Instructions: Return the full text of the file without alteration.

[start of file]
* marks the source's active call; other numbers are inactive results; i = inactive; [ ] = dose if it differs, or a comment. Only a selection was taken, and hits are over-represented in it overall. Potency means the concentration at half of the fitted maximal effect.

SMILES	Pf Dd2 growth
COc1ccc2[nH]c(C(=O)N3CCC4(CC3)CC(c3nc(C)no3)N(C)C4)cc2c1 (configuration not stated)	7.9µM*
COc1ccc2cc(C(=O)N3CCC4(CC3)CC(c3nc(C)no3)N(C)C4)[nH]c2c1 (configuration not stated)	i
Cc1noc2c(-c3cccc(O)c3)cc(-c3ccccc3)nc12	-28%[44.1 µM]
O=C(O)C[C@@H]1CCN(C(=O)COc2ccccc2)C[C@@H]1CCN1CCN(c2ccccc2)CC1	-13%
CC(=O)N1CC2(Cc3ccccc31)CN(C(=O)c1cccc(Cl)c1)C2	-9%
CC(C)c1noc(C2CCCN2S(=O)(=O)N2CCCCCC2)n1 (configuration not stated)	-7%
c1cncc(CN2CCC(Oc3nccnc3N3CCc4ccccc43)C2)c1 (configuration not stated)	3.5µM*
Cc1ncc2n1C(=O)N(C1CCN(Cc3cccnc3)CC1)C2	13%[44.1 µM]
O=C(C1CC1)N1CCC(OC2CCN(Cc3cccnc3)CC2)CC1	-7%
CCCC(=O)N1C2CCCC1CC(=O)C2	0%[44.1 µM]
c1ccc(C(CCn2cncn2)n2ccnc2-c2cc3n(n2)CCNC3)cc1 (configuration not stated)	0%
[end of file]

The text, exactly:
* marks the source's active call; other numbers are inactive results; i = inactive; [ ] = dose if it differs, or a comment. Only a selection was taken, and hits are over-represented in it overall. Potency means the concentration at half of the fitted maximal effect.

SMILES	Pf Dd2 growth
COc1ccc2[nH]c(C(=O)N3CCC4(CC3)CC(c3nc(C)no3)N(C)C4)cc2c1 (configuration not stated)	7.9µM*
COc1ccc2cc(C(=O)N3CCC4(CC3)CC(c3nc(C)no3)N(C)C4)[nH]c2c1 (configuration not stated)	i
Cc1noc2c(-c3cccc(O)c3)cc(-c3ccccc3)nc12	-28%[44.1 µM]
O=C(O)C[C@@H]1CCN(C(=O)COc2ccccc2)C[C@@H]1CCN1CCN(c2ccccc2)CC1	-13%
CC(=O)N1CC2(Cc3ccccc31)CN(C(=O)c1cccc(Cl)c1)C2	-9%
CC(C)c1noc(C2CCCN2S(=O)(=O)N2CCCCCC2)n1 (configuration not stated)	-7%
c1cncc(CN2CCC(Oc3nccnc3N3CCc4ccccc43)C2)c1 (configuration not stated)	3.5µM*
Cc1ncc2n1C(=O)N(C1CCN(Cc3cccnc3)CC1)C2	13%[44.1 µM]
O=C(C1CC1)N1CCC(OC2CCN(Cc3cccnc3)CC2)CC1	-7%
CCCC(=O)N1C2CCCC1CC(=O)C2	0%[44.1 µM]
c1ccc(C(CCn2cncn2)n2ccnc2-c2cc3n(n2)CCNC3)cc1 (configuration not stated)	0%